Importance of chemistry controllers in pool

Why Is It Important To Use A Controller In The Pool?

In Blog, Controllers by Aaron Donohue

It is not 1970, no longer can we look at a pool and say “well it’s clear” throw in some granular chlorine and call it “good enough”. It is 2017, we know better than that and we have ever increasingly stringent requirements placed on operators to ensure both good clarity AND sanitation. Running a pool by hand feeding chemicals, or by plugging a pump into the wall is time intensive, inaccurate and it is next to impossible to guarantee that the water stays within parameters. Not to mention, there are no safety’s when plugging feeder pumps into the wall.

Take a look at the recent story out of Florida that resulted in a number of youth swimmers being hospitalized with chemical burns. The explanation given was that a storm caused the circulation pump to shut down, the chemical feeders somehow continued to operate, and when the pump turned back on all the chemicals that had been injected flooded out to the pool. The result was a heavy concentration of chemicals going into the swimming area accompanied by a noxious cloud of fumes. Multiple swimmers received chemical burns and had to be taken to the hospital.

The details are not clear on the exact equipment setup, but whatever was in place was clearly not sufficient to stop what should be, and is, preventable.

All too frequently I see pools operating with standard chemical feed pumps plugged into an outlet, power strip, etc.  and every time I see this, I cringe and point it out to the operator.  Usually I’m told “well it’s worked for us for years, so we don’t see a need to change”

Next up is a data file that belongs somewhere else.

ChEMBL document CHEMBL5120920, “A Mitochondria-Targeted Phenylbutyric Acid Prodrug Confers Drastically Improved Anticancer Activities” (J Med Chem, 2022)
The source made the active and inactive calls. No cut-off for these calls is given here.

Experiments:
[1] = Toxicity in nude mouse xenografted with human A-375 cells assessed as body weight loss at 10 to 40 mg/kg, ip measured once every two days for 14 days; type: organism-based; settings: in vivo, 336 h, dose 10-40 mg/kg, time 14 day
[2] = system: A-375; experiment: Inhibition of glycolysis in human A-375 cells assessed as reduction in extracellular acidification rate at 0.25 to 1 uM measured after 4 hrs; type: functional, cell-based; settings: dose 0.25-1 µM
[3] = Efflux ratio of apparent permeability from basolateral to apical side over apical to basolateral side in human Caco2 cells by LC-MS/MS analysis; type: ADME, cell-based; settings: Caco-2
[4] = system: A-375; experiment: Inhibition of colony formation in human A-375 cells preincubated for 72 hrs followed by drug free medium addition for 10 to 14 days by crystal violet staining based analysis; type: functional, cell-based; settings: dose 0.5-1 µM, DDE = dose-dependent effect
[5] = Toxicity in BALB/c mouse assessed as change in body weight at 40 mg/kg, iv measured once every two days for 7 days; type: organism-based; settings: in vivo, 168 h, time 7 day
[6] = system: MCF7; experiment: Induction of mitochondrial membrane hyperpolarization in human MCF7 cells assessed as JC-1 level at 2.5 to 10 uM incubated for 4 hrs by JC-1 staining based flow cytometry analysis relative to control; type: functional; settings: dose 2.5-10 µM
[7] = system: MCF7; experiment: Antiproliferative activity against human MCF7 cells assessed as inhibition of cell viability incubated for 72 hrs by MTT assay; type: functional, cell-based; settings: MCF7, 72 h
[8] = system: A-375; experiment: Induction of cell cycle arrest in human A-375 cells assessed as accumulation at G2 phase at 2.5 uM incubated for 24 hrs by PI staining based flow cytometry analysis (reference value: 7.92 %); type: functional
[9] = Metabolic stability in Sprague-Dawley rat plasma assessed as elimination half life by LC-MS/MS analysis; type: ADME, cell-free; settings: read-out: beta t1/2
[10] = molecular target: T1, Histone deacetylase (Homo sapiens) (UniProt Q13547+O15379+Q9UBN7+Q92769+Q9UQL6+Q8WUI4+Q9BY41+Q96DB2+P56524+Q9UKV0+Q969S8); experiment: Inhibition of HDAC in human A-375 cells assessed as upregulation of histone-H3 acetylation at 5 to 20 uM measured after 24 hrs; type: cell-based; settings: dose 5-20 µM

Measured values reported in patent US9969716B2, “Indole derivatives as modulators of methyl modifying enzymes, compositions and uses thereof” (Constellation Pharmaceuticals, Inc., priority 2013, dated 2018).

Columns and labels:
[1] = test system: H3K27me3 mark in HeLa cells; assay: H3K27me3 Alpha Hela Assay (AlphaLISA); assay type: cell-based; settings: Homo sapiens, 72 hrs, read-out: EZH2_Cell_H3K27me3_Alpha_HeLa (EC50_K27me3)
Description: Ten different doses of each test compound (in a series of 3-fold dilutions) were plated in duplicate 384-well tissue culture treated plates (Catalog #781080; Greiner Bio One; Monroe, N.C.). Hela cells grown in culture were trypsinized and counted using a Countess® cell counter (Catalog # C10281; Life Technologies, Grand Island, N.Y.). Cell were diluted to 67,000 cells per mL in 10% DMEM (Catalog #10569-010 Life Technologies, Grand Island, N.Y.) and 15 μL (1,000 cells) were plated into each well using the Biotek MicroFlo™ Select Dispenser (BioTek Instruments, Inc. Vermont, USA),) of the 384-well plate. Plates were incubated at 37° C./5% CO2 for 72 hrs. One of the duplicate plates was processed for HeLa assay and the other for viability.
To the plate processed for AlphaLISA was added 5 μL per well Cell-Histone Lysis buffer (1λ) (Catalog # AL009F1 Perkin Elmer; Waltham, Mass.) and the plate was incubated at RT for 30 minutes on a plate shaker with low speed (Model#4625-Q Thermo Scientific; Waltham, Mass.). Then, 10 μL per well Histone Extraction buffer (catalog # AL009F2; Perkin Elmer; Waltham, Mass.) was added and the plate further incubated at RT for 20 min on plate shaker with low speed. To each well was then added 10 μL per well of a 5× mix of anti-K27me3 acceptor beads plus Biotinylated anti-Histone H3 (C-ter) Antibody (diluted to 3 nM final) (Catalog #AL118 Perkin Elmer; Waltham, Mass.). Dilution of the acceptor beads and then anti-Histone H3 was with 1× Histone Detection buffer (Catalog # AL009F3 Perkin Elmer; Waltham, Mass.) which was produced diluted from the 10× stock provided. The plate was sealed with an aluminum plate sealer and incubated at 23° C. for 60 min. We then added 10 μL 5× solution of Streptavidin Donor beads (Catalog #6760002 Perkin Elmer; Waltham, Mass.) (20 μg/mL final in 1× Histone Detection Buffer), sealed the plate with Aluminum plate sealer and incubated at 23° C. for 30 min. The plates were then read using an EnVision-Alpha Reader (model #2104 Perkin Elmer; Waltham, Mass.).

While I cannot deny that a pool “can” (*emphasis on the quotes) be loosely run like this, in the commercial sector it should not be. The main reason? The majority of chemical feed pumps are not setup to detect a lack of flow through the circulation system… most pumps simply turn when there is power, regardless of what the main pump is doing, where the chemical levels are actually at, etc.. This can lead to situations like the Florida case where nobody was aware of the danger they were in until it was too late.

The bottom line? GET A CONTROLLER…

Chemical controllers have been around for decades and they come in all sorts of setup. While 30-40 years ago there may not have been many options, In todays market there is a controller for every budget to fit every need with a myriad of capabilities and beneficial features. That said, every controller worth considering shares one common feature – Flow Detection.  They may have different methods or components to accomplish their task, but all can tell when the water is moving, and subsequently, shut down chemical feeds when it is not.

Additionally, many states now require that chemical controllers be implemented and that those controllers implement this incredibly important safety feature.

If you or anybody you know are still running a pool by plugging chemical pumps in either directly to the wall, via a power strip, or on a timer – please… please, please, please, consider a chemistry controller (even a basic unit), it may or may not be a matter of life or death, but it can most certainly impact the lives and safety of those that use the pool.